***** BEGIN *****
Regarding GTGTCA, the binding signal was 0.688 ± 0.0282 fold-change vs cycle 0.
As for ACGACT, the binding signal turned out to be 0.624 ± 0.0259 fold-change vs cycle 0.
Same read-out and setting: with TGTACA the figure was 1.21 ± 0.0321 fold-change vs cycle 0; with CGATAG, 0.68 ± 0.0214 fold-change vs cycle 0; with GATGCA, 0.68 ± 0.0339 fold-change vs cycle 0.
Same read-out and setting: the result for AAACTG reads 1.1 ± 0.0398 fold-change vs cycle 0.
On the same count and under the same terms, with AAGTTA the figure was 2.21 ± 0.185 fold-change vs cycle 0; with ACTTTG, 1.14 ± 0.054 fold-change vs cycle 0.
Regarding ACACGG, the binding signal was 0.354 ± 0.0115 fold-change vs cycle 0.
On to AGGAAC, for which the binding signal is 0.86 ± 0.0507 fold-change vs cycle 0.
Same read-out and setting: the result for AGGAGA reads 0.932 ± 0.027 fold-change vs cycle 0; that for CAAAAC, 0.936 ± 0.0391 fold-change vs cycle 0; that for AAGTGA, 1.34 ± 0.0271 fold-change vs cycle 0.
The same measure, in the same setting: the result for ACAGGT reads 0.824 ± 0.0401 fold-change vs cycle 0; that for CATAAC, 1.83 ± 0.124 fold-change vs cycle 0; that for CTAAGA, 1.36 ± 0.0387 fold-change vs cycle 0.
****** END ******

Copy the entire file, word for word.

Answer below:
Regarding GTGTCA, the binding signal was 0.688 ± 0.0282 fold-change vs cycle 0.
As for ACGACT, the binding signal turned out to be 0.624 ± 0.0259 fold-change vs cycle 0.
Same read-out and setting: with TGTACA the figure was 1.21 ± 0.0321 fold-change vs cycle 0; with CGATAG, 0.68 ± 0.0214 fold-change vs cycle 0; with GATGCA, 0.68 ± 0.0339 fold-change vs cycle 0.
Same read-out and setting: the result for AAACTG reads 1.1 ± 0.0398 fold-change vs cycle 0.
On the same count and under the same terms, with AAGTTA the figure was 2.21 ± 0.185 fold-change vs cycle 0; with ACTTTG, 1.14 ± 0.054 fold-change vs cycle 0.
Regarding ACACGG, the binding signal was 0.354 ± 0.0115 fold-change vs cycle 0.
On to AGGAAC, for which the binding signal is 0.86 ± 0.0507 fold-change vs cycle 0.
Same read-out and setting: the result for AGGAGA reads 0.932 ± 0.027 fold-change vs cycle 0; that for CAAAAC, 0.936 ± 0.0391 fold-change vs cycle 0; that for AAGTGA, 1.34 ± 0.0271 fold-change vs cycle 0.
The same measure, in the same setting: the result for ACAGGT reads 0.824 ± 0.0401 fold-change vs cycle 0; that for CATAAC, 1.83 ± 0.124 fold-change vs cycle 0; that for CTAAGA, 1.36 ± 0.0387 fold-change vs cycle 0.